Verdict: I’m really glad I went – there were some fantastic speakers with really inspiring stories.  If I hadn’t had Oscar with me I could have sat and listened to the talks all day.  Twice I headed up to ask questions – Jo Pavey and Susie Chan – and both times Oscar became fidgety with waiting and I had to leave again, so no celebrity selfies for me.  :(  I heard on the grapevine that next year The Running Show has signed up Paula Radcliffe, who I’m sure will be a fantastic head for the event.  She’s definitely somebody who I have always admired.  The event will also be moving to larger premises, so hopefully more exhibitors will be able to get on board to help provide more of a day out.

Did you go to The Running Show?
Who would you like to see provide a talk at a running event?

The good, the bad and marshaling fun

*Touch wood* but the start of my marathon/ultra training has been going really well.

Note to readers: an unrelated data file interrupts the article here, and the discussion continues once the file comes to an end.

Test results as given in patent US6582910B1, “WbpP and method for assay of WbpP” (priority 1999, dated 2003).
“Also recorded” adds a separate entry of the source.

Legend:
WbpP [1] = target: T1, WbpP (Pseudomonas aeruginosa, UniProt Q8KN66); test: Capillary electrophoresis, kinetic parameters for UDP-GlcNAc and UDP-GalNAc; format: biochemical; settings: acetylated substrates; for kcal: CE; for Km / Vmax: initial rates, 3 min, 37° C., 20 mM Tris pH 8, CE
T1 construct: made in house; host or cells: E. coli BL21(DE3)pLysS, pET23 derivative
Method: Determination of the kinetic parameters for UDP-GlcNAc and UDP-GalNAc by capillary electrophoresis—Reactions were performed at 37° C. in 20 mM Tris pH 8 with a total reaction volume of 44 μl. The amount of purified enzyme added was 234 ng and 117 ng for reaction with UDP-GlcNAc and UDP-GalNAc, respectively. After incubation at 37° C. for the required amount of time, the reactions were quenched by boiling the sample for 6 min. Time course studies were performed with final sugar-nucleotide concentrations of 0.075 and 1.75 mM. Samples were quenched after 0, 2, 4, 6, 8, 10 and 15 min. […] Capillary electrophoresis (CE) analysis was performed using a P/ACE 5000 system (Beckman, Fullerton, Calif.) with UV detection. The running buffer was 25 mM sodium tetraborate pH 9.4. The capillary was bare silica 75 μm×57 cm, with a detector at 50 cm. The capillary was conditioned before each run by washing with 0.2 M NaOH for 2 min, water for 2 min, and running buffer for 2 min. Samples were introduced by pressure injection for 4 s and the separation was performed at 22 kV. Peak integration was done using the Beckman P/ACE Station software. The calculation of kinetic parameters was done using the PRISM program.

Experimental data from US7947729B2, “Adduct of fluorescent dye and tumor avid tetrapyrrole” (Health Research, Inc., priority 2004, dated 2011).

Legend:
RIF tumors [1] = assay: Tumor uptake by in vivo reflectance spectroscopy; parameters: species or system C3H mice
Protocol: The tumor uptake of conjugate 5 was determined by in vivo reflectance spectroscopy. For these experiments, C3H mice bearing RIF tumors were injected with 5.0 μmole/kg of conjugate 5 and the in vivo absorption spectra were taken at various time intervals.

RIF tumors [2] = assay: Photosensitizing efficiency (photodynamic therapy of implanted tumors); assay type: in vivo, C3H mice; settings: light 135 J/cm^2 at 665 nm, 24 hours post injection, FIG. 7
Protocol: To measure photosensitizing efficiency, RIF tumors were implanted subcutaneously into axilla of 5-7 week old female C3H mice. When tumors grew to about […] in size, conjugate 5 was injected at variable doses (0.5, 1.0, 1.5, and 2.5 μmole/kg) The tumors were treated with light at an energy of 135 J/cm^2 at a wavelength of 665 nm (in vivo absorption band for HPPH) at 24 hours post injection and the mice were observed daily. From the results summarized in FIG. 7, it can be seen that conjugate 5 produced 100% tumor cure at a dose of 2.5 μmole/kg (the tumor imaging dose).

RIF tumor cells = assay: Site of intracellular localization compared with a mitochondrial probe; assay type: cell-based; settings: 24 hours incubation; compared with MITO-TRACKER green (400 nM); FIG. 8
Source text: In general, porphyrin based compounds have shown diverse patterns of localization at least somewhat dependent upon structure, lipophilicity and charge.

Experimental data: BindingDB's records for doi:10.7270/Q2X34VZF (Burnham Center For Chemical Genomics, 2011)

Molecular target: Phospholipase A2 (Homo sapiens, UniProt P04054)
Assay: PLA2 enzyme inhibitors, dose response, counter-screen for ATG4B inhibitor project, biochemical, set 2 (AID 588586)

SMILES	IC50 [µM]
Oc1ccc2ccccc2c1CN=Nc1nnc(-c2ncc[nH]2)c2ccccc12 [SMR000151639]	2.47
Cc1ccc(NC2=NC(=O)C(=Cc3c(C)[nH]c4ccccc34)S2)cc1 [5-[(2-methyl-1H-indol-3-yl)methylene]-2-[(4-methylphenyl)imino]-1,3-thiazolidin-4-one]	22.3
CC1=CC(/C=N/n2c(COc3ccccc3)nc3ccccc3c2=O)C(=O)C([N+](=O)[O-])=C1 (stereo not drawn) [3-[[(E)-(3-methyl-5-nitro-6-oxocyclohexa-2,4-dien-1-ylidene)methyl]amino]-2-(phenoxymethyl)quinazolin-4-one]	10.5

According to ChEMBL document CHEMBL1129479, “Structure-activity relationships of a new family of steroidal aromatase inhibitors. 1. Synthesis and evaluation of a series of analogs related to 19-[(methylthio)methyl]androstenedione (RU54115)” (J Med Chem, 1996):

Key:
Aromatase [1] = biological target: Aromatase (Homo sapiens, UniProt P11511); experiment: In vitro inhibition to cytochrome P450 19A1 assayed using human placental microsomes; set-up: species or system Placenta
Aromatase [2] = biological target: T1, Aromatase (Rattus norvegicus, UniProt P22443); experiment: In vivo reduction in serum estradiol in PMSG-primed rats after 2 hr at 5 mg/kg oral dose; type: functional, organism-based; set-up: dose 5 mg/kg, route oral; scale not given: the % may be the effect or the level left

I was never a big fan of speed sessions when I used to run them with my running club.  That’s no criticism.  I know it must be difficult to try and arrange a session each week to suit 10 or more runners, all training for different events.  But, I am finding it so, so satisfying ticking off speedwork sessions on my own.  I find that I can really focus on each mile whilst I am running it and am buzzing by the time I arrive back home, eager to share my consistent split times with Dan.  (Who couldn’t care less!)

Last week I had a set of 400s on my marathon race plan.  A one mile warm up followed by 400 metres at 8:20-8:40mm pace, with a 400m recovery as part of each set (repeat 12 times) and then a one mile cool down.  I was chuffed with my splits, and the session felt very manageable. (Strava workout link)